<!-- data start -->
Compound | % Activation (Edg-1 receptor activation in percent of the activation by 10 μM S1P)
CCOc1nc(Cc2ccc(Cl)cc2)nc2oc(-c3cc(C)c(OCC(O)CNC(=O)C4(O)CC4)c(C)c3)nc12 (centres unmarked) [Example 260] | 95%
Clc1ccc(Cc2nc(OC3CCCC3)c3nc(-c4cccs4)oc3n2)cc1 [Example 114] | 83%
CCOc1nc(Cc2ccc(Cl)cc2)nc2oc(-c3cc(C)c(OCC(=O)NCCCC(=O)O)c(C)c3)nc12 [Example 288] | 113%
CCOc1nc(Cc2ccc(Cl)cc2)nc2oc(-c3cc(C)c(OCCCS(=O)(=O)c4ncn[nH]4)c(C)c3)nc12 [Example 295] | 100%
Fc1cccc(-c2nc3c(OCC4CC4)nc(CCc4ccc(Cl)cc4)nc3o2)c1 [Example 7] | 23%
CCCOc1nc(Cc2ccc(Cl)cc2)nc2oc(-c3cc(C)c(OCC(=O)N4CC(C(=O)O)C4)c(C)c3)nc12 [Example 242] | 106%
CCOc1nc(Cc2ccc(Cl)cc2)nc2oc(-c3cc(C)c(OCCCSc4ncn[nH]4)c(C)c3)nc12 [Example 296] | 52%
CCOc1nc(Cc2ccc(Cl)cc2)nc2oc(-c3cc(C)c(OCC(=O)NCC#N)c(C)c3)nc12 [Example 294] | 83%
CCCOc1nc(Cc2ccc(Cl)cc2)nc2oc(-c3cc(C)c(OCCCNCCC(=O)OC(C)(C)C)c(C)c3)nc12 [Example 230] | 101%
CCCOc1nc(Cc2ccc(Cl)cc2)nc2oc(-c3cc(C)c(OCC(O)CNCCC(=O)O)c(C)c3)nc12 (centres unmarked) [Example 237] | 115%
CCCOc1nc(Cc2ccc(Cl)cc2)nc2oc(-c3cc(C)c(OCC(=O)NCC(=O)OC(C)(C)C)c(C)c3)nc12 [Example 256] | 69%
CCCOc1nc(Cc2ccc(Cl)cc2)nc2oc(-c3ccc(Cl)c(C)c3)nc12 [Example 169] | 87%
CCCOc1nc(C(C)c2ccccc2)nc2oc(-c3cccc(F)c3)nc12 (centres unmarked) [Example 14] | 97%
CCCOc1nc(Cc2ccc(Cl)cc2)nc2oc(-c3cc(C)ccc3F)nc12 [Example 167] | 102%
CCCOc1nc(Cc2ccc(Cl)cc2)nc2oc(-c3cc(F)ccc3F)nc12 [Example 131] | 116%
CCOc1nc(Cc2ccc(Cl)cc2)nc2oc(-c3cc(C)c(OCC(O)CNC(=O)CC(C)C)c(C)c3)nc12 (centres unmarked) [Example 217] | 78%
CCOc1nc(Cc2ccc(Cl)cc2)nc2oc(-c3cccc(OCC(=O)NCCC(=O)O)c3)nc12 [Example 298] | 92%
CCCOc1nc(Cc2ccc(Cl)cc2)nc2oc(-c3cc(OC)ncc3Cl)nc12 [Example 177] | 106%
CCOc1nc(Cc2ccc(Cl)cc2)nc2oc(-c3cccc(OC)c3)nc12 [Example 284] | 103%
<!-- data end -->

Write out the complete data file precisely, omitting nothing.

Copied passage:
Compound | % Activation (Edg-1 receptor activation in percent of the activation by 10 μM S1P)
CCOc1nc(Cc2ccc(Cl)cc2)nc2oc(-c3cc(C)c(OCC(O)CNC(=O)C4(O)CC4)c(C)c3)nc12 (centres unmarked) [Example 260] | 95%
Clc1ccc(Cc2nc(OC3CCCC3)c3nc(-c4cccs4)oc3n2)cc1 [Example 114] | 83%
CCOc1nc(Cc2ccc(Cl)cc2)nc2oc(-c3cc(C)c(OCC(=O)NCCCC(=O)O)c(C)c3)nc12 [Example 288] | 113%
CCOc1nc(Cc2ccc(Cl)cc2)nc2oc(-c3cc(C)c(OCCCS(=O)(=O)c4ncn[nH]4)c(C)c3)nc12 [Example 295] | 100%
Fc1cccc(-c2nc3c(OCC4CC4)nc(CCc4ccc(Cl)cc4)nc3o2)c1 [Example 7] | 23%
CCCOc1nc(Cc2ccc(Cl)cc2)nc2oc(-c3cc(C)c(OCC(=O)N4CC(C(=O)O)C4)c(C)c3)nc12 [Example 242] | 106%
CCOc1nc(Cc2ccc(Cl)cc2)nc2oc(-c3cc(C)c(OCCCSc4ncn[nH]4)c(C)c3)nc12 [Example 296] | 52%
CCOc1nc(Cc2ccc(Cl)cc2)nc2oc(-c3cc(C)c(OCC(=O)NCC#N)c(C)c3)nc12 [Example 294] | 83%
CCCOc1nc(Cc2ccc(Cl)cc2)nc2oc(-c3cc(C)c(OCCCNCCC(=O)OC(C)(C)C)c(C)c3)nc12 [Example 230] | 101%
CCCOc1nc(Cc2ccc(Cl)cc2)nc2oc(-c3cc(C)c(OCC(O)CNCCC(=O)O)c(C)c3)nc12 (centres unmarked) [Example 237] | 115%
CCCOc1nc(Cc2ccc(Cl)cc2)nc2oc(-c3cc(C)c(OCC(=O)NCC(=O)OC(C)(C)C)c(C)c3)nc12 [Example 256] | 69%
CCCOc1nc(Cc2ccc(Cl)cc2)nc2oc(-c3ccc(Cl)c(C)c3)nc12 [Example 169] | 87%
CCCOc1nc(C(C)c2ccccc2)nc2oc(-c3cccc(F)c3)nc12 (centres unmarked) [Example 14] | 97%
CCCOc1nc(Cc2ccc(Cl)cc2)nc2oc(-c3cc(C)ccc3F)nc12 [Example 167] | 102%
CCCOc1nc(Cc2ccc(Cl)cc2)nc2oc(-c3cc(F)ccc3F)nc12 [Example 131] | 116%
CCOc1nc(Cc2ccc(Cl)cc2)nc2oc(-c3cc(C)c(OCC(O)CNC(=O)CC(C)C)c(C)c3)nc12 (centres unmarked) [Example 217] | 78%
CCOc1nc(Cc2ccc(Cl)cc2)nc2oc(-c3cccc(OCC(=O)NCCC(=O)O)c3)nc12 [Example 298] | 92%
CCCOc1nc(Cc2ccc(Cl)cc2)nc2oc(-c3cc(OC)ncc3Cl)nc12 [Example 177] | 106%
CCOc1nc(Cc2ccc(Cl)cc2)nc2oc(-c3cccc(OC)c3)nc12 [Example 284] | 103%